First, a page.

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Employee Review of Wal-Mart - Check out more reviews of working at Wal-Mart

3.1Rating Details
Job Security4
Work/Life Balance2
Career Growth4
Work Environment3

From Texas — 03/22/2010

Yesterday was my last day at WalMart; I worked there part-time for a year. Started as a Sales Assoc. in Outdoor Living (garden), promoted to Customer Service Supervisor after 90 days. My experience working at WalMart was a very mixed bag.

The least favorable areas for me were Benefits (none - I was part-time), Work/Life Balance (unless you limit your availability drastically, your schedule is very, very irregular), and Pay (WalMart pay simply isn't sufficient for the work expectations).

The most favorable areas for me were Job Security (I could have kept my job for as long as I wanted), Career Potential/Growth (I could easily have garnered more promotions if I'd been willing to change locations), and Location (WalMart was near my home).

I semi-retired from a management job in 2003. I've worked a wide variety of part-time & temporary jobs since then to pay for my retirement travel. WalMart was no better or worse than most of them.

As with any job, working at WalMart has its share of frustrations: some poor managers, some incompetent or difficult coworkers, some tasks you hate to perform, and above all - some very challenging customers.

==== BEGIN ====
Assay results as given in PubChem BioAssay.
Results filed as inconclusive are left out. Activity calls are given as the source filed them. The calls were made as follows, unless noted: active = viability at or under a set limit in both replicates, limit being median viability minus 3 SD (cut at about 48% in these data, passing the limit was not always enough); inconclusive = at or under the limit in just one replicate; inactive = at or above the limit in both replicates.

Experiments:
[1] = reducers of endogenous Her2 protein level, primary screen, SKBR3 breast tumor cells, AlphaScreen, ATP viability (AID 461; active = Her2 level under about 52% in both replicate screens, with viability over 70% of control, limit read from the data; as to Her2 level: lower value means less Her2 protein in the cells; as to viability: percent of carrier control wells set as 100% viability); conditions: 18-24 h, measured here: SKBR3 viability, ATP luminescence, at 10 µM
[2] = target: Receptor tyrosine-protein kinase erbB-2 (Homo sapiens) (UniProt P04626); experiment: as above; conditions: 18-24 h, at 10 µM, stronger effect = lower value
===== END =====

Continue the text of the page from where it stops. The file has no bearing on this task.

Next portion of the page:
In general, WalMart was about what I expected. The one aspect of WalMart I found somewhat shocking is that apparently, company leaders choose not to actively reward and positively encourage productivity or recognize stellar performance among the associates. No merit raises, no contests, no shout-outs at meetings. It's all very Marxist in that all workers must be treated equally at all times. Further, poor performance and bad behavior are treated rather mildly with euphemistic activities like "Coaching" and "Decision Days", if addressed at all. The only truly weighty personnel topic is if an associate complains about a manager - at times, it's almost as if the inmates are running the asylum! Given that
they don't get as much positive reinforcement as they deserve, and that there are little to no consequences for poor performance, I would say that most WalMart employees are above-average in competence.
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